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Thinking Like a Scientist: Teaching and Learning with Current Science Issues

All web seminar participants use online tools that allow them to mark-up presenter's slides or share desktop applications in addition to engaging in chat with others online and answering poll questions This Web Seminar, developed in collaboration with the National Science Digital Library and American Institute of Biological Sciences, took place on Tuesday, January 12, 2010 from 6:30 p.m. to 8:00 p.m. Eastern time. Oksana Hlodan , Editor in Chief for Actionbioscience of the American Institute of Biological Sciences provided an introduction into the use of current issues in teaching by highlighting materials from Actionbioscience.org, including articles, teaching activities, related materials and content correlations to the national science standards.

Ms. Hloden pointed out that the use of current issues is a great way to incorporate methods of inquiry and investigation into your teaching. Guest educator, Dr. Brian Shmaefsky, a professor at Lone Star College in Kingwood, Texas, also emphasized the importance of finding issues that have relevance to your students and to address prior misunderstandings and misconceptions related to issues. Shmaefsky points out that previous learning can inhibit future comprehension, and as a consequence, should be a part of how a teacher elicits discussion on a given issue. Hloden then followed up with some specific examples of issues that students would find interesting such as water rights and management in the Klamath Basin in Oregon.


Since many of us get our information on the Internet, Hloden also pointed out materials to help guide students into assessing the quality of online materials more objectively.


Ninety-eight (98) participants were present at the live Web Seminar in addition to the presenters, the NSDL moderator, and the NSTA staff. Educators represented the states of Arizona, California, Connecticut, District of Columbia, Illinois, Indiana, Louisiana, Maryland, Massachusetts, Michigan, Minnesota, Mississippi, Missouri, New Hampshire, New Jersey, New York, Ohio, Oklahoma, Pennsylvania, Rhode Island, South Carolina, Tennessee, Texas, Vermont, Virginia, Washington, West Virginia and Wisconsin. Three participants joined from countries outside the United States: Canada and Northern Mariana Islands.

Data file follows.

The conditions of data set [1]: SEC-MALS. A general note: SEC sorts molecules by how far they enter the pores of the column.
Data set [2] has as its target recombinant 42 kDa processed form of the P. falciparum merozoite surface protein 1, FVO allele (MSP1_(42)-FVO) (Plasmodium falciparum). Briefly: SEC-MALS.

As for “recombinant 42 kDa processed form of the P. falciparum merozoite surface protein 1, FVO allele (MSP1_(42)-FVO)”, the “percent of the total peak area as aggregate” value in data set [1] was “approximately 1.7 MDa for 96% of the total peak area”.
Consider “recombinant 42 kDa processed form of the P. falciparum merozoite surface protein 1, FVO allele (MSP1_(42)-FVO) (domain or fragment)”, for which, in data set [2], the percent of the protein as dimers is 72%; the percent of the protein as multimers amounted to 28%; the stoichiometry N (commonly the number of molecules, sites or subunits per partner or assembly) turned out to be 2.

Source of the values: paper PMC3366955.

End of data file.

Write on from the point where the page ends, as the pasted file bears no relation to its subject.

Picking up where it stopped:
Seminar participants received one of the NSTA SciGuides. A certificate of attendance was deposited into participants My PD Record and Certificates area in the NSTA Learning Center for completing the evaluation form at the end of the program.


Here are some comments provided by the participants at the end of the Web Seminar:

  • “I love to use current issues in class discussions.”


  • “Issues will keep the classroom material relevant to an increasingly bored audience!”


  • “Wonderful resources and ideas.”


  • “Provided useful websites. I liked the worksheet that helps students evaluate websites.”

Thanks to the participants and the presenters for the learning opportunity, the interactions, and a job well done!


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See when other NSDL/NSTA Web Seminars are scheduled.




For more information contact webseminars@nsta.org


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